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Volunteer Andrea interviews Roz Morris, author of a dozen novels, most recently My Memories of a Future Life and Nail Your Novel.

Andrea: Your novel, My Memories of a Future Life, is about a woman caught up in a series of future life regressions (for lack of a better word). What is your vision of the future that most defines the flash forwards in your book?

Roz Morris: In her current life, Carol, a concert pianist, is searching for a cure to a mysterious injury that stops her playing. She meets a hypnotist, who offers to help her. She doesn’t necessarily believe she’s lived before, but she’s desperate for a cure – so she asks to see a future life. On one level this is a symptom of her desperation – she sees no hope in anything that might happen to her real self. On another level, it’s an eerie, real experience. She finds she is Andreq, a soothesayer or healer in a world where everyone lives in domes in the sea – possibly after global warming. Andreq has a disability he has to hide and, like Carol, he’s searching for a cure. Once again, like a karmic pattern repeating, she finds herself trying to hide a disastrous problem.

Andrea: You decided to serialize My Memories of a Future Life. What advice do you have for other novelists contemplating this approach to publication?

Roz Morris: It’s relatively easy to chop a novel up, but not easy to make it work well. Like a TV series, the book has to be structured to be a good read in each episode. I had to re-edit which was quite a lot of work – but worth it because it strengthened the novel. And readers seemed to like it because most of the people who tried episode 1 completed the set! More here for more about this.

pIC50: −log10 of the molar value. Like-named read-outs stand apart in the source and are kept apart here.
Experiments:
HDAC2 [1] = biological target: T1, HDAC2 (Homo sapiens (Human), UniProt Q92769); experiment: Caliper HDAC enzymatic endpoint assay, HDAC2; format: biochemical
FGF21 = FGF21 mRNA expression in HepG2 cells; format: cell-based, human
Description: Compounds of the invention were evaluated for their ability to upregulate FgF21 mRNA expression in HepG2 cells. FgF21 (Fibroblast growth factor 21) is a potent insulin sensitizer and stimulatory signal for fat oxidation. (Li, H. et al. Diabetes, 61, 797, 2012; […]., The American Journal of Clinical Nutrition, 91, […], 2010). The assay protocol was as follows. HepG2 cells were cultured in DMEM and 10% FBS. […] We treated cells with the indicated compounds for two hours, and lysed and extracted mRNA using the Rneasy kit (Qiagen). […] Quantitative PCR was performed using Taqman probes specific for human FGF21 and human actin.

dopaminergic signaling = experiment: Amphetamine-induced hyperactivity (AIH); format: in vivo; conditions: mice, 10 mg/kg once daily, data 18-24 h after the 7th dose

Andrea: You evoke a strong yet well-balanced sense of place (the middle of London versus a small, coastal town) in My Memories of a Future Life. How do you keep description, dialogue, character development, plot, etc all balanced in a novel?

Roz Morris: Thank you! Everything in a novel has to work together. So description has to increase our understanding of the novel’s atmosphere, the characters’ feelings and the overall themes. Characters have to develop because of what they do in the plot, which are deeds that make them uncomfortable and get them into trouble. I have a tool called a beat sheet which I use to assess the true purpose of each scene, and from that I can make sure that everything knits to make an engrossing, tense, integrated experience.

Andrea: In Nail Your Novel you offer writing advice to other novelists. What writing advice has been the most valuable to you?

Roz Morris: I’m always leaping on new pieces of wisdom. Recently I heard the musician Nile Rodgers talking about how a great artist “serves the project,” not their ego. I love this. When I edit, the way I make myself ruthless enough to cut my favourite passages is by telling myself to “serve the project.” Another piece of wisdom I love is Francis Bacon’s observation that the artist’s job is not to explain; it is to deepen the mystery.